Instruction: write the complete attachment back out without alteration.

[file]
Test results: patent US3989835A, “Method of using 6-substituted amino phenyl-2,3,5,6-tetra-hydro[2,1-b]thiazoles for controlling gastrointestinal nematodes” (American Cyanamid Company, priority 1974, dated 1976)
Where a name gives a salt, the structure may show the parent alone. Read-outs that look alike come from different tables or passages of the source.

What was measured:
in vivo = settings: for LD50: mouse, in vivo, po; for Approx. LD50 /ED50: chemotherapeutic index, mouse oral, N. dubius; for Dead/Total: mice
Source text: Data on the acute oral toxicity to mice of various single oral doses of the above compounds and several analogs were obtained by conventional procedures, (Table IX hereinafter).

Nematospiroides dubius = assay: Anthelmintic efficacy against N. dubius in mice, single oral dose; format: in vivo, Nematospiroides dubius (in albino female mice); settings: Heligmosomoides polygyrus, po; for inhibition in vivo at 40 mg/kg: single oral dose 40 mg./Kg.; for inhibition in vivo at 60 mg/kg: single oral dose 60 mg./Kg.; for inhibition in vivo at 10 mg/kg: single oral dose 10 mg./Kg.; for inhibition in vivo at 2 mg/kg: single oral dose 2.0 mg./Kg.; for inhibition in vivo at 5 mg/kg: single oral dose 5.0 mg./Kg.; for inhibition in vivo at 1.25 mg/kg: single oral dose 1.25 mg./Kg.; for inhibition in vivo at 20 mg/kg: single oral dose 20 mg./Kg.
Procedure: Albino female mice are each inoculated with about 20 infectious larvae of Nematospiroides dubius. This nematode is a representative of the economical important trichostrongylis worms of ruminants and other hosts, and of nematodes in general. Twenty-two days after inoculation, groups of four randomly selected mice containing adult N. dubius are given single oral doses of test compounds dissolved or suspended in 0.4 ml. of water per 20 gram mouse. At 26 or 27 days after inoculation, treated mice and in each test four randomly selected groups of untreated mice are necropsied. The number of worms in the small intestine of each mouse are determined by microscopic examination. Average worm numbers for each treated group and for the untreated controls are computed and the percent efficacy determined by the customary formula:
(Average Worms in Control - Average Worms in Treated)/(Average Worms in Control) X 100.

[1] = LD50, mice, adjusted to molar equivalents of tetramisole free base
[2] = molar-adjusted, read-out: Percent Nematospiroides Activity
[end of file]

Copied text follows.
Test results: patent US3989835A, “Method of using 6-substituted amino phenyl-2,3,5,6-tetra-hydro[2,1-b]thiazoles for controlling gastrointestinal nematodes” (American Cyanamid Company, priority 1974, dated 1976)
Where a name gives a salt, the structure may show the parent alone. Read-outs that look alike come from different tables or passages of the source.

What was measured:
in vivo = settings: for LD50: mouse, in vivo, po; for Approx. LD50 /ED50: chemotherapeutic index, mouse oral, N. dubius; for Dead/Total: mice
Source text: Data on the acute oral toxicity to mice of various single oral doses of the above compounds and several analogs were obtained by conventional procedures, (Table IX hereinafter).

Nematospiroides dubius = assay: Anthelmintic efficacy against N. dubius in mice, single oral dose; format: in vivo, Nematospiroides dubius (in albino female mice); settings: Heligmosomoides polygyrus, po; for inhibition in vivo at 40 mg/kg: single oral dose 40 mg./Kg.; for inhibition in vivo at 60 mg/kg: single oral dose 60 mg./Kg.; for inhibition in vivo at 10 mg/kg: single oral dose 10 mg./Kg.; for inhibition in vivo at 2 mg/kg: single oral dose 2.0 mg./Kg.; for inhibition in vivo at 5 mg/kg: single oral dose 5.0 mg./Kg.; for inhibition in vivo at 1.25 mg/kg: single oral dose 1.25 mg./Kg.; for inhibition in vivo at 20 mg/kg: single oral dose 20 mg./Kg.
Procedure: Albino female mice are each inoculated with about 20 infectious larvae of Nematospiroides dubius. This nematode is a representative of the economical important trichostrongylis worms of ruminants and other hosts, and of nematodes in general. Twenty-two days after inoculation, groups of four randomly selected mice containing adult N. dubius are given single oral doses of test compounds dissolved or suspended in 0.4 ml. of water per 20 gram mouse. At 26 or 27 days after inoculation, treated mice and in each test four randomly selected groups of untreated mice are necropsied. The number of worms in the small intestine of each mouse are determined by microscopic examination. Average worm numbers for each treated group and for the untreated controls are computed and the percent efficacy determined by the customary formula:
(Average Worms in Control - Average Worms in Treated)/(Average Worms in Control) X 100.

[1] = LD50, mice, adjusted to molar equivalents of tetramisole free base
[2] = molar-adjusted, read-out: Percent Nematospiroides Activity